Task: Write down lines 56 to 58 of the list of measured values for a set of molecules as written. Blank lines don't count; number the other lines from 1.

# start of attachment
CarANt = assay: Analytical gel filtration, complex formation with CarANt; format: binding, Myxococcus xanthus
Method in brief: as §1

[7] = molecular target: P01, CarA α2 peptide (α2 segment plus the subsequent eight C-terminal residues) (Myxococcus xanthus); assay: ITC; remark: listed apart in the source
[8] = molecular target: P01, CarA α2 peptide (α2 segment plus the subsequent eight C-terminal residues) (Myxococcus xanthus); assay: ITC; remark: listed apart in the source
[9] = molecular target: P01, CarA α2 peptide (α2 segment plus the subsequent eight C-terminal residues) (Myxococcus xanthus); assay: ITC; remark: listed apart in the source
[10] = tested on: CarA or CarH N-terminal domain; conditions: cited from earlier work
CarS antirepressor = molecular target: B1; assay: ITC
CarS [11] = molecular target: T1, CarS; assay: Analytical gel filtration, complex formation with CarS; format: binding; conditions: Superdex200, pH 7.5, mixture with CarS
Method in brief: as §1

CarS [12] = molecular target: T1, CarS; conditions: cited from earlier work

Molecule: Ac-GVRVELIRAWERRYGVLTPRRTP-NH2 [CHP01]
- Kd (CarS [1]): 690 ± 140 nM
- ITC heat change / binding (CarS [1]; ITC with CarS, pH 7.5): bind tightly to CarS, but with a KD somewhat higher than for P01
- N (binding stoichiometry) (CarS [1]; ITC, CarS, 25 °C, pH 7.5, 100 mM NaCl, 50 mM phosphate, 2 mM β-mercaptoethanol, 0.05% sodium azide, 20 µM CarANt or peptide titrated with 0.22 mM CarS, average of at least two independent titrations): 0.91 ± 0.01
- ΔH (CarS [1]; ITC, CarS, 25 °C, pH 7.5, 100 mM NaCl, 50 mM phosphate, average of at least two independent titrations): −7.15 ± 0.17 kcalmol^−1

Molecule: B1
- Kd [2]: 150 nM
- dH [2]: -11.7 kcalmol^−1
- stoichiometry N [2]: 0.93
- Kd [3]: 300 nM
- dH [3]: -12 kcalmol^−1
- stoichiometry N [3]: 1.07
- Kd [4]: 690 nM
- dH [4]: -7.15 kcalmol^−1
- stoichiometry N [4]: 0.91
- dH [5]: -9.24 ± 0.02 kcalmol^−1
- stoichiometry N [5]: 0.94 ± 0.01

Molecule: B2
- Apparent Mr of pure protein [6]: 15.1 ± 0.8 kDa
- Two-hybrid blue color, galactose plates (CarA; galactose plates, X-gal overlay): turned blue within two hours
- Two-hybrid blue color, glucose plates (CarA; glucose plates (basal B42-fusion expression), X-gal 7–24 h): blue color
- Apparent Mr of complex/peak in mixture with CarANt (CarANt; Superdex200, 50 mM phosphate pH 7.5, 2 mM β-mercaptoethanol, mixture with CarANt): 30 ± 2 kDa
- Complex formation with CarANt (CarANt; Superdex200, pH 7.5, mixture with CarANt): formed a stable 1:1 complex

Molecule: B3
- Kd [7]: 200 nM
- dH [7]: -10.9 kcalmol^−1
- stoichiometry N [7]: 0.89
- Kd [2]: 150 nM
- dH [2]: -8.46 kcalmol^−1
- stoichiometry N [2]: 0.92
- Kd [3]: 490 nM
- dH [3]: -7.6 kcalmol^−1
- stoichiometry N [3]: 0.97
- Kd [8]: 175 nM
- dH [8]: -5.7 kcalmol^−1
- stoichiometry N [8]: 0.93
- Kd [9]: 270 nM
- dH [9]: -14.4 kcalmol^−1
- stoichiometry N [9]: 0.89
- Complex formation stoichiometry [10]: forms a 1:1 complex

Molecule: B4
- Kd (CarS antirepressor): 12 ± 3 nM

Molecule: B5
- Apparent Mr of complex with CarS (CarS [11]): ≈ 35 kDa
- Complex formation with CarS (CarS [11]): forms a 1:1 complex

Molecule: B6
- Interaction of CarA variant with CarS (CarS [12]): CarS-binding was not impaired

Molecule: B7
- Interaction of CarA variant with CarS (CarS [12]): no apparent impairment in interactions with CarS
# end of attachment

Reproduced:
Molecule: B6
- Interaction of CarA variant with CarS (CarS [12]): CarS-binding was not impaired

Molecule: B7